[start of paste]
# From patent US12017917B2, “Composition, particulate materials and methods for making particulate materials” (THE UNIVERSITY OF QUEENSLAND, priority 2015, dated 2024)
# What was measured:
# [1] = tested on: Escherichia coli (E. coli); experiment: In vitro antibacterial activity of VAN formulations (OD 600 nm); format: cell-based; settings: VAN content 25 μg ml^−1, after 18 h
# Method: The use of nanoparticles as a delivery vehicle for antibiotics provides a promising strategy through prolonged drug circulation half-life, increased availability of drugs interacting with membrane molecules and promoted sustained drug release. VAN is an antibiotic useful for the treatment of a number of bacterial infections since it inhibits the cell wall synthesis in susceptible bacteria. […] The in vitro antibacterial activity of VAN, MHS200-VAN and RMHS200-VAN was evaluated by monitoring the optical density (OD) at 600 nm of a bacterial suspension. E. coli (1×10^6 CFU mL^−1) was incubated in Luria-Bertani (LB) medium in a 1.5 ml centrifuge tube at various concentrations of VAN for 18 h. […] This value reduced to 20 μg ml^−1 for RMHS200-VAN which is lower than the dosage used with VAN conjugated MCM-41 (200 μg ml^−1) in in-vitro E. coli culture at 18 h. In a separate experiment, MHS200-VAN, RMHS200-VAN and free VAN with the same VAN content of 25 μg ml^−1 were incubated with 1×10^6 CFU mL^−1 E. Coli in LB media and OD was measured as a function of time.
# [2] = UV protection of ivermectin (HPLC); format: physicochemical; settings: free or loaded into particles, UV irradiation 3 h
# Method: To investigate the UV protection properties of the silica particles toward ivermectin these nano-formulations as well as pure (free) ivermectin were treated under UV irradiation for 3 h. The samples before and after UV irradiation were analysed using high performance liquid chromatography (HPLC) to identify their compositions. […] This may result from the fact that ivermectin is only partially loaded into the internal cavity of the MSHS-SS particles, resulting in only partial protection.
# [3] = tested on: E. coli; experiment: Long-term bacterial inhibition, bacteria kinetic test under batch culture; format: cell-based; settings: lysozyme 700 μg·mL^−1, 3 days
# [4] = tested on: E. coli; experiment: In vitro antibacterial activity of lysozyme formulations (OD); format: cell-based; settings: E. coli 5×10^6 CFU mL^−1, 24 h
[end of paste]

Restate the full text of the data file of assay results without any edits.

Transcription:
# From patent US12017917B2, “Composition, particulate materials and methods for making particulate materials” (THE UNIVERSITY OF QUEENSLAND, priority 2015, dated 2024)
# What was measured:
# [1] = tested on: Escherichia coli (E. coli); experiment: In vitro antibacterial activity of VAN formulations (OD 600 nm); format: cell-based; settings: VAN content 25 μg ml^−1, after 18 h
# Method: The use of nanoparticles as a delivery vehicle for antibiotics provides a promising strategy through prolonged drug circulation half-life, increased availability of drugs interacting with membrane molecules and promoted sustained drug release. VAN is an antibiotic useful for the treatment of a number of bacterial infections since it inhibits the cell wall synthesis in susceptible bacteria. […] The in vitro antibacterial activity of VAN, MHS200-VAN and RMHS200-VAN was evaluated by monitoring the optical density (OD) at 600 nm of a bacterial suspension. E. coli (1×10^6 CFU mL^−1) was incubated in Luria-Bertani (LB) medium in a 1.5 ml centrifuge tube at various concentrations of VAN for 18 h. […] This value reduced to 20 μg ml^−1 for RMHS200-VAN which is lower than the dosage used with VAN conjugated MCM-41 (200 μg ml^−1) in in-vitro E. coli culture at 18 h. In a separate experiment, MHS200-VAN, RMHS200-VAN and free VAN with the same VAN content of 25 μg ml^−1 were incubated with 1×10^6 CFU mL^−1 E. Coli in LB media and OD was measured as a function of time.
# [2] = UV protection of ivermectin (HPLC); format: physicochemical; settings: free or loaded into particles, UV irradiation 3 h
# Method: To investigate the UV protection properties of the silica particles toward ivermectin these nano-formulations as well as pure (free) ivermectin were treated under UV irradiation for 3 h. The samples before and after UV irradiation were analysed using high performance liquid chromatography (HPLC) to identify their compositions. […] This may result from the fact that ivermectin is only partially loaded into the internal cavity of the MSHS-SS particles, resulting in only partial protection.
# [3] = tested on: E. coli; experiment: Long-term bacterial inhibition, bacteria kinetic test under batch culture; format: cell-based; settings: lysozyme 700 μg·mL^−1, 3 days
# [4] = tested on: E. coli; experiment: In vitro antibacterial activity of lysozyme formulations (OD); format: cell-based; settings: E. coli 5×10^6 CFU mL^−1, 24 h